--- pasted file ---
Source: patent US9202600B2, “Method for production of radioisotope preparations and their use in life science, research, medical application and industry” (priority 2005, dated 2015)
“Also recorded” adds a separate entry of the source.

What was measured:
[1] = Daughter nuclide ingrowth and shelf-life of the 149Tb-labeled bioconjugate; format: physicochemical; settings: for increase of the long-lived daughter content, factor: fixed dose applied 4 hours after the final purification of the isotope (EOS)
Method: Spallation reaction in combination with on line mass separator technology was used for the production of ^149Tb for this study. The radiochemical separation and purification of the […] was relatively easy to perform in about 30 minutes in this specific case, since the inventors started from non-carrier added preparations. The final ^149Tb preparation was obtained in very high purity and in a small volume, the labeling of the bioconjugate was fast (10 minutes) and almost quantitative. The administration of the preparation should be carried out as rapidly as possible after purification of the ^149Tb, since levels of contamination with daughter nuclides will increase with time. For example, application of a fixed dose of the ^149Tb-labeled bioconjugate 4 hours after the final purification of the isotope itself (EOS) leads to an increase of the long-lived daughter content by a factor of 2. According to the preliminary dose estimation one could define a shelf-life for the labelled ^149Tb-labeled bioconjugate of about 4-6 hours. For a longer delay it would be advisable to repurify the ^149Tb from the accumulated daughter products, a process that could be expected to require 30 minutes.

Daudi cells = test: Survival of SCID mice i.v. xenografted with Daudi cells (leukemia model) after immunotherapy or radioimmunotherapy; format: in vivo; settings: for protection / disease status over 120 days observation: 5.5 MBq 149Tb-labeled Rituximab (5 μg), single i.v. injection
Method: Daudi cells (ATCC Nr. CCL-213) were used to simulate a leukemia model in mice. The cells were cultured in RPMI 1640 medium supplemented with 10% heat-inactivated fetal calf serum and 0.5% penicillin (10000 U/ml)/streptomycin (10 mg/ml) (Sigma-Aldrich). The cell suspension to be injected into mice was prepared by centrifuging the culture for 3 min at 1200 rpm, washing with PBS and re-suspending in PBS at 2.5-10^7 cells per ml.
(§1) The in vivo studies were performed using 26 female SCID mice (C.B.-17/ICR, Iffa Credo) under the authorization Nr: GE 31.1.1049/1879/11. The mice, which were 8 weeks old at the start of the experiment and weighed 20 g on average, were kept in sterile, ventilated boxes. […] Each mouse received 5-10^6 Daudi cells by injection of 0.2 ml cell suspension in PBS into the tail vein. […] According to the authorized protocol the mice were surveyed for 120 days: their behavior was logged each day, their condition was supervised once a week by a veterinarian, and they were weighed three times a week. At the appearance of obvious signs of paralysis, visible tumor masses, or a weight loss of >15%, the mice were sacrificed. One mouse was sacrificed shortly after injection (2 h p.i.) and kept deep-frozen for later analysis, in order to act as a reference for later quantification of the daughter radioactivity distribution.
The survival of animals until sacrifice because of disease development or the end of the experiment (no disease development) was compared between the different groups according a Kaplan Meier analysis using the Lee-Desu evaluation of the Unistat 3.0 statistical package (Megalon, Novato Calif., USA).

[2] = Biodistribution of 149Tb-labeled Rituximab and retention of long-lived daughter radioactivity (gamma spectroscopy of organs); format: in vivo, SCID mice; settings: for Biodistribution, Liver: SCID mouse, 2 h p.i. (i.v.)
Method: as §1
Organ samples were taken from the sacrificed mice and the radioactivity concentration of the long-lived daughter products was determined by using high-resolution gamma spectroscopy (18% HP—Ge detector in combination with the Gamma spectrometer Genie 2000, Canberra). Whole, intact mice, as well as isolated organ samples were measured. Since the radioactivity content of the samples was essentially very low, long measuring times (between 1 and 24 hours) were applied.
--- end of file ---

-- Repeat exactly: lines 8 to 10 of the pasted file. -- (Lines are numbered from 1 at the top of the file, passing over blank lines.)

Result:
(§1) The in vivo studies were performed using 26 female SCID mice (C.B.-17/ICR, Iffa Credo) under the authorization Nr: GE 31.1.1049/1879/11. The mice, which were 8 weeks old at the start of the experiment and weighed 20 g on average, were kept in sterile, ventilated boxes. […] Each mouse received 5-10^6 Daudi cells by injection of 0.2 ml cell suspension in PBS into the tail vein. […] According to the authorized protocol the mice were surveyed for 120 days: their behavior was logged each day, their condition was supervised once a week by a veterinarian, and they were weighed three times a week. At the appearance of obvious signs of paralysis, visible tumor masses, or a weight loss of >15%, the mice were sacrificed. One mouse was sacrificed shortly after injection (2 h p.i.) and kept deep-frozen for later analysis, in order to act as a reference for later quantification of the daughter radioactivity distribution.
The survival of animals until sacrifice because of disease development or the end of the experiment (no disease development) was compared between the different groups according a Kaplan Meier analysis using the Lee-Desu evaluation of the Unistat 3.0 statistical package (Megalon, Novato Calif., USA).

[2] = Biodistribution of 149Tb-labeled Rituximab and retention of long-lived daughter radioactivity (gamma spectroscopy of organs); format: in vivo, SCID mice; settings: for Biodistribution, Liver: SCID mouse, 2 h p.i. (i.v.)